How long will oil prices keep rising?
The Syrian crisis lifts New York crude to its highest level since summer 2008. Brent briefly pushes above $117.
Wednesday was the oil industry's day in the spotlight.
Because of the fears the United States is about to attack Syria over the alleged use of sarin gas, light sweet crude oil (-CL) briefly topped $112 a barrel and finished above $110 a gallon, its highest close since October 2008. Brent crude, the benchmark North Sea price, traded above $116 a barrel for the first time since February.
The oil surge set off rallies in energy stocks, the stock market's strongest sector. Gains for Chevron (CVX) and Exxon (XOM) generated 80.3% of the Dow Jones Industrial Average's ($INDU) 48-point gain on the day, its first since Friday.
The price run-up is starting to be felt at the gas pump, too. The national AAA average price for regular unleaded gas rose to $3.546 a gallon from $3.542 on Tuesday and $3.536 on Friday.
But no, we are not dealing with high levels for the year. Wednesday's price is down 12.6 cents from $3.672 on July 31, and it's down 24 cents from the year's peak price, $3.786 on Feb. 27.
The question is how long oil prices will remain high, and how will they affect pump prices. Many analysts believe high prices will be around some time.
Light sweet crude, the benchmark U.S. crude, settled Wednesday at $110.10 a barrel, up $1.09. That is crude's highest close since Aug. 29, 2008, when it settled at $115.59 a barrel. In electronic trading late Wednesday, crude had fallen back to $109.46.
Brent peaked at $117.34 a barrel on Wednesday, briefly fell below $116 and settled on the day at $116.61, up $2.25. It was the highest close for Brent since Feb. 19. It was trading under $116 in overnight trading.
Brent is often shipped to refineries along the East Coast of the United States and exercises a strong influence on retail fuel costs.
Brent could hit $125 in the coming days, according to Michael Wittner, an analyst with Societé Gènerale. It could jump to $150 if the Middle East falls into chaos. That is not a happy prospect for the economy in the next few weeks -- nor for the holiday shopping season if high oil prices stick around for long. Indeed, it would be lousy for just about any economy.
At the same time, time of year may push prices lower. Driving starts to fall off in the autumn after vacation season, and refiners produce a cheaper grade of fuel for the fall and winter.
History suggests, moreover, that crude oil is quite volatile, and a quick, sudden price break will come. Even Wittner concedes that point, according to Marketwatch.com. High oil prices will deter driving and affect utilities, slowing economies. Saudi Arabia could pump extra amount of crude. Countries, including the United States, could release strategic reserves.
But a more likely scenario comes from Stephen Schork, the editor of the Schork Report newsletter on energy.
"We will likely have to endure a short aerial campaign and the air pressure that will generate in spot crude oil prices, he wrote in late Tuesday. "Then, after prices are inflated high enough, this bubble will pop. . . . just like it did in 2012 in the waked of the Iran sanction hysteria and just like it did in 2011 in the wake of the Libya civil war hysteria."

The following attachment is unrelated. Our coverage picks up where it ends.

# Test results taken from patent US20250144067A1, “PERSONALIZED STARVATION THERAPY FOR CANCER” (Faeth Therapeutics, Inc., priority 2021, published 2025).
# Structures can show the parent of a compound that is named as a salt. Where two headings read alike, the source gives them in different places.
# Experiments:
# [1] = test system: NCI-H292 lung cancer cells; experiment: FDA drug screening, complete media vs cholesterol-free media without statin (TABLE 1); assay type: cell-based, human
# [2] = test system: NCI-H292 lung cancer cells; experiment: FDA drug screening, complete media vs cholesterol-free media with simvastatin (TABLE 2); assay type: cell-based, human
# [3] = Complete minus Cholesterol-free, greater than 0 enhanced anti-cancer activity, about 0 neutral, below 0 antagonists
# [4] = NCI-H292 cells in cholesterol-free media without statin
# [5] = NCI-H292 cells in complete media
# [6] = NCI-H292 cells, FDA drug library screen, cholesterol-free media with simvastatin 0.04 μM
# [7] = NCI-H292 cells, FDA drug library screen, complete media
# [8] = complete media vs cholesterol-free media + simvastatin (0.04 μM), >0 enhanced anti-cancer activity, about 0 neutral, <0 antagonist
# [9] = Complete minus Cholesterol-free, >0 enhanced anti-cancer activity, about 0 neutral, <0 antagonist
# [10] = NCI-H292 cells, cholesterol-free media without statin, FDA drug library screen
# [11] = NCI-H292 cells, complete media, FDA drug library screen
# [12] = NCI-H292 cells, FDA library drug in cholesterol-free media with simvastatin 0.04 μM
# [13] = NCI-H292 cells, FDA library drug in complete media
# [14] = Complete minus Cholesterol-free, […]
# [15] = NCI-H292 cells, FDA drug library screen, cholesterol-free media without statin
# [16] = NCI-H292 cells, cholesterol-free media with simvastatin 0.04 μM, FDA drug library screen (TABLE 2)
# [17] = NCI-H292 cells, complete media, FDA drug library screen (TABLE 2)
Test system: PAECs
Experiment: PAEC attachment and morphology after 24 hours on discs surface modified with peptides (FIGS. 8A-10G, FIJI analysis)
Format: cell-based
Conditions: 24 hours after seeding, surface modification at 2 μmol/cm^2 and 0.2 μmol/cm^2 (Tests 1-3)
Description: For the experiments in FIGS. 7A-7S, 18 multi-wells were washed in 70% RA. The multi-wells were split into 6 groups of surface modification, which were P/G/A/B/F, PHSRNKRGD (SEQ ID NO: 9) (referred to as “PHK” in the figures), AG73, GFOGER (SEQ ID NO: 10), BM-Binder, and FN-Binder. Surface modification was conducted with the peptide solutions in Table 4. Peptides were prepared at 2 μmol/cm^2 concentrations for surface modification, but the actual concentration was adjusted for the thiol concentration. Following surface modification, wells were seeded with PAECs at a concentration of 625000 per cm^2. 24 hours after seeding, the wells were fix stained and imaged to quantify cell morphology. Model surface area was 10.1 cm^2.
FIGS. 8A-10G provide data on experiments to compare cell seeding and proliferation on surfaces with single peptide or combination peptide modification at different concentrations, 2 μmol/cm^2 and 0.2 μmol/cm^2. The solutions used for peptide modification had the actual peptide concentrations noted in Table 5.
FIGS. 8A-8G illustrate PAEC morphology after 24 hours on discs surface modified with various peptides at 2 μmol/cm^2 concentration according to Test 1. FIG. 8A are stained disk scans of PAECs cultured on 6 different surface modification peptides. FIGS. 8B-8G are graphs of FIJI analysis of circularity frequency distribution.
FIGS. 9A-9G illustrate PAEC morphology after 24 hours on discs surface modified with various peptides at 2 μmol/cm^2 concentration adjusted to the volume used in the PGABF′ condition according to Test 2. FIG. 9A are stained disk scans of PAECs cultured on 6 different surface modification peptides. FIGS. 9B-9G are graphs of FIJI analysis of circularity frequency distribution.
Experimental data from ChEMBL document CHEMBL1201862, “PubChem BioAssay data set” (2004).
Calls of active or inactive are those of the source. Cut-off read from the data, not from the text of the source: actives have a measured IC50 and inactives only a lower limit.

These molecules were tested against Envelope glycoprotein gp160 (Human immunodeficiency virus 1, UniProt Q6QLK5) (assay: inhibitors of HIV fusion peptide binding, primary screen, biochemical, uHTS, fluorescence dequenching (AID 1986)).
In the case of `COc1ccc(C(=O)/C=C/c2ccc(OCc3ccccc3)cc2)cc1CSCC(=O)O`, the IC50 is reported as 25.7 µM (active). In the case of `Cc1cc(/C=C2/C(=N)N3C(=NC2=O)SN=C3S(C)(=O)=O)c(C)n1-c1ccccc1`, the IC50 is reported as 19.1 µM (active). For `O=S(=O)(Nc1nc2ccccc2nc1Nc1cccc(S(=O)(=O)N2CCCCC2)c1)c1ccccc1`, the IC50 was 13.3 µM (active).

The Dow's 48-point gain to 14,825 was modest, and it was just the second-largest point gain for the index in August.
Twenty of the 30 Dow stocks were higher, with Hewlett-Packard (HPQ) the percentage leader, up 62 cents to $22.61. Chevron was up $3 to $121.81. Exxon added $2.02 to $88.84.
The Standard & Poor's 500 Index ($INX) gained 4 points to 1,635. Nine of the20 top performers on Wednesday were energy companies, with Marathon Oil (MRO) and Pioneer Natural Resources (PXD) the second- and third-best performers, respectively.
The Nasdaq Composite Index ($COMPX) added 15 points to 3,593.
The Dow is down 4.4% for the month. The S&P 500 is off 3%, and the Nasdaq is down 0.9%. The indexes are still higher for the year, with the Dow up 13.1%. The S&P 500 is up 14.6% and the Nasdaq up 19%.
Gold (-GC), meanwhile, fell $1.40 to $1,418.80 an ounce. Silver (-SI) was off 26 cents to $24.391.
The 10-year Treasury yield rose slightly to 2.782% from Tuesday's 2.721%.
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How high will a barrel of oil reach?
Well, considering the US and Israel along with perhaps the UK will be practically disarming Iran's forward post of Syria prior to an assault upon Iran... and considering the US has two carrier battle groups in the Persian Gulf. All of this whilst knowing that Iran is still hell bent on its nuclear weapons programme and would probably make a fair play of shutting down the straight of Hormuz -- a fair estimate would be $180 - $200 per barrel. Does that make the average price of a gallon of gasoline in the US $6 or $7 ??? And if we factor in shortage of supply and potential price gouging, easily over $10 per gallon.
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Serious issues like drought and the deterioration of the developed world spell opportunity for this industry leader.
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